The only US Open champion in the draw, Samantha Stosur might face a challenging test against Julia Goerges. This enigmatic German has won three of their four meetings, including both on hard courts, although the last three all have reached a third set. Of course, a 14-17 record in 2013 does not bode well for her chances of surviving Olga Govortsova in the first round. The road might not get any easier for Stosur in the quarterfinals, though, where she could meet Sorana Cirstea. A product of the Adidas training program in Las Vegas, Cirstea upset Stosur at last year’s Australian Open. None of the women in the lower half ever has reached a final at Stanford.
Semifinal: Cibulkova vs. Stosur
Final: Radwanska vs. Stosur
Top half: Not one of these women will hold a seed at the US Open unless their rankings rise between now and then. Holding the top seed is Bojana Jovanovski, who owes many of her poitns to a second-week appearance at the Australian Open. Jovanovski has two victories over Caroline Wozniacki but few over anyone else since then. Former junior No. 1 Daria Gavrilova and fellow Serb Vesna Dolonc offer her most credible competition before the semifinals.
At that stage, Jovanovski might meet Andrea Hlavackova, the runner-up in a similarly weak draw at Bad Gastein a week ago. Although she has fallen outside the top 100, meanwhile, Shahar Peer will hope to rely on her experience to stop either Hlavackova or third seed Chanelle Scheepers. The speed of the surface may determine whether a counterpuncher like Peer or Scheepers overcomes the heavier serve of fifth seed Karolina Pliskova.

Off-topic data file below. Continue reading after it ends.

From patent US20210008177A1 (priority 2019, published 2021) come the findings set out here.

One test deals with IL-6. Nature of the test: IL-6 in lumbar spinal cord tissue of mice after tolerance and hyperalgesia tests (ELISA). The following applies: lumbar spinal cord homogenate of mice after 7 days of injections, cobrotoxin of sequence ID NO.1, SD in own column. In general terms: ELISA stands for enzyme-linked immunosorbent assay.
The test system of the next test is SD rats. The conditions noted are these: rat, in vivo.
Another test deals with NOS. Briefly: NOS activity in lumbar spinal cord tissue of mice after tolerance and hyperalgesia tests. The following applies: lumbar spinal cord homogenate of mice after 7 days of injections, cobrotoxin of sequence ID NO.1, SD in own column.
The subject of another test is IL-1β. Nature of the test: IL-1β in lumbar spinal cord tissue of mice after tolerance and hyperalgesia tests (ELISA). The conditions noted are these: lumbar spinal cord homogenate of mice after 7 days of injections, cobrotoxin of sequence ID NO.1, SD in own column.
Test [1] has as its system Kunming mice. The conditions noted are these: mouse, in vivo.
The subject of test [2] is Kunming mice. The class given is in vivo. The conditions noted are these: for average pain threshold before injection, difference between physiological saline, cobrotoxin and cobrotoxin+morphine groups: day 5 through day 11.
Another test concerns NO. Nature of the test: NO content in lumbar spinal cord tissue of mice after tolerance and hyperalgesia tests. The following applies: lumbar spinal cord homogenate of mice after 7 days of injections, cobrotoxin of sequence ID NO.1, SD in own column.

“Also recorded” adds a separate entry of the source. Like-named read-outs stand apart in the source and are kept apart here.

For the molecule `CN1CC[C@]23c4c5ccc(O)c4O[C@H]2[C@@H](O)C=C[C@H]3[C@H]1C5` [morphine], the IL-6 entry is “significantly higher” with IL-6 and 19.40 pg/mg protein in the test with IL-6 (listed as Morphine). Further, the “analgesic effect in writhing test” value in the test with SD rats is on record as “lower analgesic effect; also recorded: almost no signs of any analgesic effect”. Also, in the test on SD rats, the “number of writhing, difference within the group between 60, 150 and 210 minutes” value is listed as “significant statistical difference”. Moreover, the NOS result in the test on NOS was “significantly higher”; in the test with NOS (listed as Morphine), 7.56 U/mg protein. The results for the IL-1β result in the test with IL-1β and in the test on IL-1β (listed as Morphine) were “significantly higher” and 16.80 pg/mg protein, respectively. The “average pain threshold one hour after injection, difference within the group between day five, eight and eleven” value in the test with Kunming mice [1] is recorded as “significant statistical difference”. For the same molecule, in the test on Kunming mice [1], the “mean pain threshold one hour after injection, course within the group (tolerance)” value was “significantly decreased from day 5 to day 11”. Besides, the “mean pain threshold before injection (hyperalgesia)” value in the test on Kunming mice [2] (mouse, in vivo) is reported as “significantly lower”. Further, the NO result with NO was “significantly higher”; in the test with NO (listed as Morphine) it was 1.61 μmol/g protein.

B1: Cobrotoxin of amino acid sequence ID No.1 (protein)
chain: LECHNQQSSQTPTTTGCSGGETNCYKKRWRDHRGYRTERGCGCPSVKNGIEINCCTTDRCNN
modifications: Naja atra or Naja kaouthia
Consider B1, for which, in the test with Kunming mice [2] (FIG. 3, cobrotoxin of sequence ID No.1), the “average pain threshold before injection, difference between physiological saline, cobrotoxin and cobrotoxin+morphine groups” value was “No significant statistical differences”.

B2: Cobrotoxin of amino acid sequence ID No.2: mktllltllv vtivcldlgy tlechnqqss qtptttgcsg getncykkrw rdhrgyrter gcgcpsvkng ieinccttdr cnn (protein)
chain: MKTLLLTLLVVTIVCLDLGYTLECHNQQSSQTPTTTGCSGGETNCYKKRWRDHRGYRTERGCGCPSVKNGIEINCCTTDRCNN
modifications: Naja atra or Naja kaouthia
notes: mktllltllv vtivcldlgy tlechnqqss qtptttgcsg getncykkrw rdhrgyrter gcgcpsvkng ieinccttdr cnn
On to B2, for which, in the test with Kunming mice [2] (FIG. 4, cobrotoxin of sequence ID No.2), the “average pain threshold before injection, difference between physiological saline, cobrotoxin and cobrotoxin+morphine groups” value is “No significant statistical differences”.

Bottom half: Unheralded players from the home nation often play above expectations at small tournaments like Baku. Wildcard Kamilla Farhad, an Azerbaijani citizen, will hope to echo Yvonne Meusberger’s astonishing title run in Bad Gastein. Surrounding her are clay specialist Alexandra Cadantu and the stagnating Polona Hercog. A tall Slovenian, the later woman seems the best equipped to win on hard courts from this section. Cadantu will need to blunt the explosive serve of Michaella Krajicek to survive her opener.
The 18-year-old Elina Svitolina showed promise in Bad Gastein by reaching the semifinals. That experience will have served her well heading into another International event with an open draw. She even holds a seed here, as does another rising star in Donna Vekic. Nearly two years younger than Svitolina, Vekic already has reached two WTA finals. A quarterfinal between the two teenagers might offer a preview of more momentous matches in the future.
Final: Pliskova vs. Vekic
(June 15, 2013) There has been plenty of great play and memorable moments at the WTA Aegon Classic, and we’ve compiled the best photos from days 3, 4 and 5 around the grounds.